The new ‘Sample Search’ function is used with the automated XYZ stage. A new algorithm developed by JASCO (patent pending) analyzes the microscopic image and automatically selects measurement position(s) based on size, contrast and/or color of the target material. The user simply clicks the measurement button to execute spectral measurements of the desired sample positions.
To provide faster Raman microscope image processing, the Imaging Analysis software includes a ‘Registry’ of possible functional groups or other relevant compound information based on peak height or area calculations. After peak height or area calculation is developed, it can be saved to the Registry for future analysis use. The registry includes the peak calculation information and a ‘label’ describing the relevant vibrational motion. Image maps can be developed from mapping data simply by clicking on the desired, registered calculation
The NRS-5000 is a research grade confocal Raman microscope with f300 spectrograph that combines the flexibility of multiple detectors and multiple laser sources to quickly change between measurement modes for fast data acquisition to reduce experimental time.
A rigid honeycomb optical base is the foundation of the instrument ensuring alignment and stability. The laser(s), microscope, software-switched optics and a unique aberration-corrected polychromator with CCD or InGaAs detectors provide an integrated compact package that is . Operator safety (Class 1 laser safety) is maintained by a fully enclosed automated sample chamber door. This provides a 120 degree opening for the user to freely access the sample stage and objectives revolver when setting up the experiment.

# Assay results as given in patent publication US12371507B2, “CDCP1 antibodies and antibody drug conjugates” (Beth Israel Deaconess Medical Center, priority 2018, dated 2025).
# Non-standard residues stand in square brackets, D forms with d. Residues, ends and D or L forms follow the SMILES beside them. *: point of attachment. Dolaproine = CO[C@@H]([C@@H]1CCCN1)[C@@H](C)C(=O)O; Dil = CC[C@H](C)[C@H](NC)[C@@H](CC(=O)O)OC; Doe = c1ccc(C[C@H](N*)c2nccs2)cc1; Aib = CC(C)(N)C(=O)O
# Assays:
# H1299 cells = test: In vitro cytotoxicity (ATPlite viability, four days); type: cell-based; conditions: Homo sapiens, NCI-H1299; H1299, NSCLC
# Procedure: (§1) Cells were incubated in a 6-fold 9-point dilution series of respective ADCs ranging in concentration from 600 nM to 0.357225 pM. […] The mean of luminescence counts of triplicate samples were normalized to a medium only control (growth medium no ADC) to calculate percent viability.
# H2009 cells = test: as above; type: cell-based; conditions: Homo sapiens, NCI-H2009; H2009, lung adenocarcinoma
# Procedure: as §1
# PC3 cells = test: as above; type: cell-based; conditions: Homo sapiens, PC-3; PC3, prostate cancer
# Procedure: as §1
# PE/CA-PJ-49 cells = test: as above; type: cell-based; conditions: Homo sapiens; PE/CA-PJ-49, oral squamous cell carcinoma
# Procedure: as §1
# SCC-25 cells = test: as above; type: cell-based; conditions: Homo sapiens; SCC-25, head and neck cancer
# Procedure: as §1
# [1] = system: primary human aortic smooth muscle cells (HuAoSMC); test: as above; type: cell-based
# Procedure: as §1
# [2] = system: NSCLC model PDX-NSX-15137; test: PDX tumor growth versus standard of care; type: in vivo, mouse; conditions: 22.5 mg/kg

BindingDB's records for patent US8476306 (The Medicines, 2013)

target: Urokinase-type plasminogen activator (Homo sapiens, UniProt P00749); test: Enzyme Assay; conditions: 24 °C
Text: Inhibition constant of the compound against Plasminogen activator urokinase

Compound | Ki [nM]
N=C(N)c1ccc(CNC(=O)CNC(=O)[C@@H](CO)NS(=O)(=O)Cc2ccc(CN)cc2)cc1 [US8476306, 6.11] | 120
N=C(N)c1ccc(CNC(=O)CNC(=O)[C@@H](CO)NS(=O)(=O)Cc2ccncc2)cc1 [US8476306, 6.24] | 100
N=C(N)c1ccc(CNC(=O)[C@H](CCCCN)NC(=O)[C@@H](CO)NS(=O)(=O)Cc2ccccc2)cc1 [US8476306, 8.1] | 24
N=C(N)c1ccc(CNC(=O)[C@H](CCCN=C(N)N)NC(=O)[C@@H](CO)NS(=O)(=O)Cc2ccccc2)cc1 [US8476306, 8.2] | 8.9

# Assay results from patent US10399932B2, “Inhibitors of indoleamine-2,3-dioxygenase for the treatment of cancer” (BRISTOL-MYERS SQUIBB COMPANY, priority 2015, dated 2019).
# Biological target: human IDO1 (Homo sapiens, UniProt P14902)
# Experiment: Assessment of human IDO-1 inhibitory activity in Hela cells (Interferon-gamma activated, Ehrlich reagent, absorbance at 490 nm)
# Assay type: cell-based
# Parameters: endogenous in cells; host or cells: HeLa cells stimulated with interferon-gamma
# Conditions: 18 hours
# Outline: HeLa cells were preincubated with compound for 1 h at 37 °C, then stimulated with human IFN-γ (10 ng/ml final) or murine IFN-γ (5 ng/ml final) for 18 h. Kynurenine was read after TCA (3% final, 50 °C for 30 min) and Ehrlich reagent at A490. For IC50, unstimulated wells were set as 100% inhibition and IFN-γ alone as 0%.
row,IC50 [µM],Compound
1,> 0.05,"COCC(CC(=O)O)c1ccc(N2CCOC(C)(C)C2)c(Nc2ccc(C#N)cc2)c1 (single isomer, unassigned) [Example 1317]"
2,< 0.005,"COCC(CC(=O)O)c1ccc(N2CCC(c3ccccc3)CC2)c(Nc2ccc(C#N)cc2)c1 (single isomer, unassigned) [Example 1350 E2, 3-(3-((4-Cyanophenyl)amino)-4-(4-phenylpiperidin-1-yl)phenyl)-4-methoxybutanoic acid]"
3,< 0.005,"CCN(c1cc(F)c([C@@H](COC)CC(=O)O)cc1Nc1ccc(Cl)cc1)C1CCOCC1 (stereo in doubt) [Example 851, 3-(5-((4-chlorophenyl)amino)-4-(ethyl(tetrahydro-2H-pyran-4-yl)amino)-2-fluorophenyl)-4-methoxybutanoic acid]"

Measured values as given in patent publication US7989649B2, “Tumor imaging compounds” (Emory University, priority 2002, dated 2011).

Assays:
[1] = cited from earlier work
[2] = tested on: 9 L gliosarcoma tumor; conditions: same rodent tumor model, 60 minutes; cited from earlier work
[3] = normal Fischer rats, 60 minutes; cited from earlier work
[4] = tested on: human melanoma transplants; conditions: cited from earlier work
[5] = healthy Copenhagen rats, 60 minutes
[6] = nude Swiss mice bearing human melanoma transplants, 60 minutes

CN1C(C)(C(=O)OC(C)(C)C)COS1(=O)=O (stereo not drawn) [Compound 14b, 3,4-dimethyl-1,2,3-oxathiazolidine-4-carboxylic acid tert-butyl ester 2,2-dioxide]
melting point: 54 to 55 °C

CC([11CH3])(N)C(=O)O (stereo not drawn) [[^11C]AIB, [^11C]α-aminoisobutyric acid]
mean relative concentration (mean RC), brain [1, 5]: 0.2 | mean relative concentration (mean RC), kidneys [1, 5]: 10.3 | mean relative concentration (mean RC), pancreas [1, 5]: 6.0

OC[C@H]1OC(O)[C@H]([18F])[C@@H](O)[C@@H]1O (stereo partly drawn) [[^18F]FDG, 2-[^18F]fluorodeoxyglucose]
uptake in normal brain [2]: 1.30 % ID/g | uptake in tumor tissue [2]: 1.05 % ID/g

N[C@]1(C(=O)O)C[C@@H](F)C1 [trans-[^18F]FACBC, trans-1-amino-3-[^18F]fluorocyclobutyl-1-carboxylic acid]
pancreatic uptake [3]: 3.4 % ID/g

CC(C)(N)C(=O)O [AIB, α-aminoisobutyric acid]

A high resolution color CCD viewing system with synchronized image capture and spectrum measurement enables accurate sample identification and positioning. All data is recorded in the Spectra Manager™ imaging application. An automated 4 position grating selector, 2 internally mounted detectors and up to 8 lasers ranging from the UV through the NIR. The NRS-5000 is software controlled for maximum flexibility so that once the sample is loaded onto the sampling stage the user has complete control under conditions of class 1 laser safety.
The NRS-7500 is a research grade confocal Raman microscope with f500 spectrograph that combines the flexibility of multiple detectors and multiple laser sources to quickly change between measurement modes for fast data acquisition to reduce experimental time.
NRS-7500 Raman instrument includes a color CCD sample viewing system with image capture capability. For additional flexibility, a trinocular microscope attachment can be added for direct binocular viewing.
For application expansion, an automated multi-grating turret, 2 internally mounted detectors and a maximum of 8 lasers ranging from the UV through the NIR are capable of integration with the instrument system. All optical components are PC controlled for maximum flexibility with minimum user interaction.
A number of unique technologies have been developed to improve measurement efficiency